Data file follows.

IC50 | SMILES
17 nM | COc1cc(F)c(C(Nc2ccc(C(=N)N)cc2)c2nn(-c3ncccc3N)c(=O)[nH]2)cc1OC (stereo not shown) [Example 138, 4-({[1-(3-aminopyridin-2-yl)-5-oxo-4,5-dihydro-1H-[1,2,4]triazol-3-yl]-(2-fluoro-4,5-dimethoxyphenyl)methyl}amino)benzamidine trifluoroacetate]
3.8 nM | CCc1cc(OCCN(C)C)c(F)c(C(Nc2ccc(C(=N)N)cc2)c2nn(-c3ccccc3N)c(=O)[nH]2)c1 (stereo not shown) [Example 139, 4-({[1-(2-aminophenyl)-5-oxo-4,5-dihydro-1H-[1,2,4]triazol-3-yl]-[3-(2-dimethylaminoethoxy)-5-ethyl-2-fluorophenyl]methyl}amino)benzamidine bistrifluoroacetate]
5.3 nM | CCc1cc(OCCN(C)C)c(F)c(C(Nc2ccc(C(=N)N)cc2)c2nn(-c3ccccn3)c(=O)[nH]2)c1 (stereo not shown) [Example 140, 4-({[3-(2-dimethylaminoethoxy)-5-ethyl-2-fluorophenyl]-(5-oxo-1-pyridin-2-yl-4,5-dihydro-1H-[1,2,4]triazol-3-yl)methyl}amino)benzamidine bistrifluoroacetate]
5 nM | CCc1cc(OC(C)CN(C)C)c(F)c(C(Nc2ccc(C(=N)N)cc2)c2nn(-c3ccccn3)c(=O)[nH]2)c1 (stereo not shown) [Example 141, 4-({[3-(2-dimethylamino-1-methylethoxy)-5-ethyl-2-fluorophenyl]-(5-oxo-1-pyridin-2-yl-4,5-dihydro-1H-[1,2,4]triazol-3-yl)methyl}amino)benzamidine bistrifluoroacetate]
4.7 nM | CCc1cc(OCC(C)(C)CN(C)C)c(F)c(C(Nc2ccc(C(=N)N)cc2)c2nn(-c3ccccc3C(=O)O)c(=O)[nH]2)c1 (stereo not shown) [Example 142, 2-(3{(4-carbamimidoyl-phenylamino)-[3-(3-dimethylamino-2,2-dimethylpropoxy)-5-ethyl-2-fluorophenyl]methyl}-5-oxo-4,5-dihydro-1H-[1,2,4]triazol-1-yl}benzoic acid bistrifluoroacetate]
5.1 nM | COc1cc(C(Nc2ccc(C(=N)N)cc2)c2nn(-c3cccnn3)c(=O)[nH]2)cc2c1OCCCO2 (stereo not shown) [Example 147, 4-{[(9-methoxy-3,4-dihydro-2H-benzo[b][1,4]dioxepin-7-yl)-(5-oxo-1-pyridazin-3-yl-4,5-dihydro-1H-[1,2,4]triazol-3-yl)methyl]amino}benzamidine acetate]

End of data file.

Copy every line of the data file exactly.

IC50 | SMILES
17 nM | COc1cc(F)c(C(Nc2ccc(C(=N)N)cc2)c2nn(-c3ncccc3N)c(=O)[nH]2)cc1OC (stereo not shown) [Example 138, 4-({[1-(3-aminopyridin-2-yl)-5-oxo-4,5-dihydro-1H-[1,2,4]triazol-3-yl]-(2-fluoro-4,5-dimethoxyphenyl)methyl}amino)benzamidine trifluoroacetate]
3.8 nM | CCc1cc(OCCN(C)C)c(F)c(C(Nc2ccc(C(=N)N)cc2)c2nn(-c3ccccc3N)c(=O)[nH]2)c1 (stereo not shown) [Example 139, 4-({[1-(2-aminophenyl)-5-oxo-4,5-dihydro-1H-[1,2,4]triazol-3-yl]-[3-(2-dimethylaminoethoxy)-5-ethyl-2-fluorophenyl]methyl}amino)benzamidine bistrifluoroacetate]
5.3 nM | CCc1cc(OCCN(C)C)c(F)c(C(Nc2ccc(C(=N)N)cc2)c2nn(-c3ccccn3)c(=O)[nH]2)c1 (stereo not shown) [Example 140, 4-({[3-(2-dimethylaminoethoxy)-5-ethyl-2-fluorophenyl]-(5-oxo-1-pyridin-2-yl-4,5-dihydro-1H-[1,2,4]triazol-3-yl)methyl}amino)benzamidine bistrifluoroacetate]
5 nM | CCc1cc(OC(C)CN(C)C)c(F)c(C(Nc2ccc(C(=N)N)cc2)c2nn(-c3ccccn3)c(=O)[nH]2)c1 (stereo not shown) [Example 141, 4-({[3-(2-dimethylamino-1-methylethoxy)-5-ethyl-2-fluorophenyl]-(5-oxo-1-pyridin-2-yl-4,5-dihydro-1H-[1,2,4]triazol-3-yl)methyl}amino)benzamidine bistrifluoroacetate]
4.7 nM | CCc1cc(OCC(C)(C)CN(C)C)c(F)c(C(Nc2ccc(C(=N)N)cc2)c2nn(-c3ccccc3C(=O)O)c(=O)[nH]2)c1 (stereo not shown) [Example 142, 2-(3{(4-carbamimidoyl-phenylamino)-[3-(3-dimethylamino-2,2-dimethylpropoxy)-5-ethyl-2-fluorophenyl]methyl}-5-oxo-4,5-dihydro-1H-[1,2,4]triazol-1-yl}benzoic acid bistrifluoroacetate]
5.1 nM | COc1cc(C(Nc2ccc(C(=N)N)cc2)c2nn(-c3cccnn3)c(=O)[nH]2)cc2c1OCCCO2 (stereo not shown) [Example 147, 4-{[(9-methoxy-3,4-dihydro-2H-benzo[b][1,4]dioxepin-7-yl)-(5-oxo-1-pyridazin-3-yl-4,5-dihydro-1H-[1,2,4]triazol-3-yl)methyl]amino}benzamidine acetate]